Becoming Who We Are

Politics and Practical Philosophy in the Work of Stanley Cavell

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Andrew Norris
  • Oxford, England: 
    Oxford University Press
    , April
     328 pages.
     For other formats: Link to Publisher's Website.


Modern Christian political theology has long been concerned with questions regarding the relationship between individual persons and their social and political communities. Construing that relationship was famously the subject matter of Reinhold Niebuhr’s 1932 book Moral Man, Immoral Society (Charles Scribner’s Sons), and it has since been a dominant theme or implicit motif in the work of numerous political theologians. Whether in debates over theories of justice, the meaning of liberalism and democracy, the nature and extent of human rights, or the relationship of church to political society, Christian political theology has witnessed intractable debates concerning individuality and collectivity. Lines are drawn between advocates of political liberalism and communitarian postliberals. The former defend the dignity, autonomy, and liberty of individuals against the encroachment of state and civil society; the latter contest the ills of liberal individualism and proceduralism in favor of thick notions of political community, solidarity, and the common good. One emphasizes the self, the other prioritizes community.

Somewhere between these trajectories of political thought, and ultimately transcending both, stands Stanley Cavell. An astute reader of the liberal tradition, from John Locke to John Rawls, yet also profoundly shaped by Ludwig Wittgenstein’s philosophizing about the publicness and sociality of language, Cavell resists being classified as either liberal or communitarian. For this reason, Andrew Norris shows, Cavell offers a critical intervention in political theory. Becoming Who We Are: Politics and Practical Philosophy in the Work of Stanley Cavell, Norris’ detailed study of Cavell’s political thought, is an important contribution not only to political theory—as it introduces an oft-overlooked theorist of political life—but also to the fields of religious studies and theology, albeit indirectly. Both have insufficiently benefited from Cavell’s insights, and while religious scholars and theologians, particularly in Anglo-American traditions, have put to great use Cavell’s chief philosophical inspiration, Wittgenstein, Cavell himself has been severely underappreciated by religious scholars. Norris’ study of Cavell’s politics—more a political reading of his linguistic philosophy than a systematic treatment of his political theory—offers to religious scholars an important set of resources for moving conversations about religion and politics beyond the impasses reached in debates between liberals and communitarians.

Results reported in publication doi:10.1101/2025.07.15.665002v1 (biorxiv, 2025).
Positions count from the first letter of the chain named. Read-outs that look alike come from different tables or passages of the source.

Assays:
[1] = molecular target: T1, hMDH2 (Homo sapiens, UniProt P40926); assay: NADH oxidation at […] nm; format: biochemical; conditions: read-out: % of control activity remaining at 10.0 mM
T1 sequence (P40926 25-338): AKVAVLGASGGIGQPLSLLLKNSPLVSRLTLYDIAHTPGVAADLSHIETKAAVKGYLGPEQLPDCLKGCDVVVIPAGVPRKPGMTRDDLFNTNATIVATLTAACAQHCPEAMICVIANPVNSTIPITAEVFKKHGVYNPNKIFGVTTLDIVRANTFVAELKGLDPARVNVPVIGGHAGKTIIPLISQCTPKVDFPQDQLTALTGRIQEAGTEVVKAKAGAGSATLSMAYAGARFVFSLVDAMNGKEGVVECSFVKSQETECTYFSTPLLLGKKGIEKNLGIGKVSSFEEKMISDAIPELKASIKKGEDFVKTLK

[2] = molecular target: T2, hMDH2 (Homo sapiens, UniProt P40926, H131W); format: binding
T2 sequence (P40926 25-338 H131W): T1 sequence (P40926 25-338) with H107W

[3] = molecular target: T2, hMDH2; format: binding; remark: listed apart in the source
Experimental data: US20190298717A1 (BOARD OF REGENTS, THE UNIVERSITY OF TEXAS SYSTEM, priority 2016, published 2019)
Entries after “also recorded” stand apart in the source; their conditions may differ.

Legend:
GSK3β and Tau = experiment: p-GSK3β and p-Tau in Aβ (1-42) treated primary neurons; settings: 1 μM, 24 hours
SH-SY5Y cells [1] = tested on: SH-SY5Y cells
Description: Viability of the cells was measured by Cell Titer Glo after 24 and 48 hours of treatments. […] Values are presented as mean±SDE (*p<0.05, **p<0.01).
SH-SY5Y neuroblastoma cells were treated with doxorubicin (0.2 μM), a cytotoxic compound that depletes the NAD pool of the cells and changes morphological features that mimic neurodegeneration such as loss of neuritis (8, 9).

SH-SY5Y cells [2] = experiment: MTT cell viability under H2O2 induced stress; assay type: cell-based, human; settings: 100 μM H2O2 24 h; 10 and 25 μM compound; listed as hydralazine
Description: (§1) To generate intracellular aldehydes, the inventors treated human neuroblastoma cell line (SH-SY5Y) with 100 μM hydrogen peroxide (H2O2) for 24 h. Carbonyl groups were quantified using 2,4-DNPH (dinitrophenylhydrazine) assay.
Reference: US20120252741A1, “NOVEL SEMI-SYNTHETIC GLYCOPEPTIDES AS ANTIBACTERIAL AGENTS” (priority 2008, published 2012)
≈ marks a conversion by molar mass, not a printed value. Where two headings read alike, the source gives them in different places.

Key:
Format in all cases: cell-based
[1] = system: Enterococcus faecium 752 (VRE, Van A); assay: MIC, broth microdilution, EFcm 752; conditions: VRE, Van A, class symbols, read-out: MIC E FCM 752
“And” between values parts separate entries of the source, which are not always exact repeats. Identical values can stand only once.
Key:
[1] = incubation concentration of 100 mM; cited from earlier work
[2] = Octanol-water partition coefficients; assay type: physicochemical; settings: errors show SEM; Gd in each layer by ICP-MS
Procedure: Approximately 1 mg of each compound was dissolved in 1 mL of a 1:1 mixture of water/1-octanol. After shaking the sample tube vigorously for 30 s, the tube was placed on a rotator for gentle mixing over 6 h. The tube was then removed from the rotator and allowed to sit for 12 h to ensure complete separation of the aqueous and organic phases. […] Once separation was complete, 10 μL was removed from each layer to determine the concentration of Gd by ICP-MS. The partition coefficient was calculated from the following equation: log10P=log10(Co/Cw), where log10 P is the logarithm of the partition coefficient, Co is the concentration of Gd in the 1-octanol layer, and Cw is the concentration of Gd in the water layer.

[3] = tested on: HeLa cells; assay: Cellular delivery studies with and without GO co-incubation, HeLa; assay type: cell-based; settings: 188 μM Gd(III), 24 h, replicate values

The chief way Cavell does this, as Norris shows, is by reconfiguring the relationship between individual and community, self and society. One of Cavell’s central claims, Norris argues, is that “our individual autonomy and our membership in a community with others are constitutive of one another” (6). This entanglement of self and community is at the heart of Cavell’s linguistic philosophy, which construes the individual as always bound to others, always speaking for and with them, and community as always negotiating separateness, fragility, and reconstitution. By theorizing the political as an extension of human life in language, Cavell shows how persons have a political responsibility to and for others by virtue of their language use. He also argues that such language use is the potential source of their alienation from those others and communities. Political community is as fragile and contingent as language itself—indeed the former is so exactly because of the latter.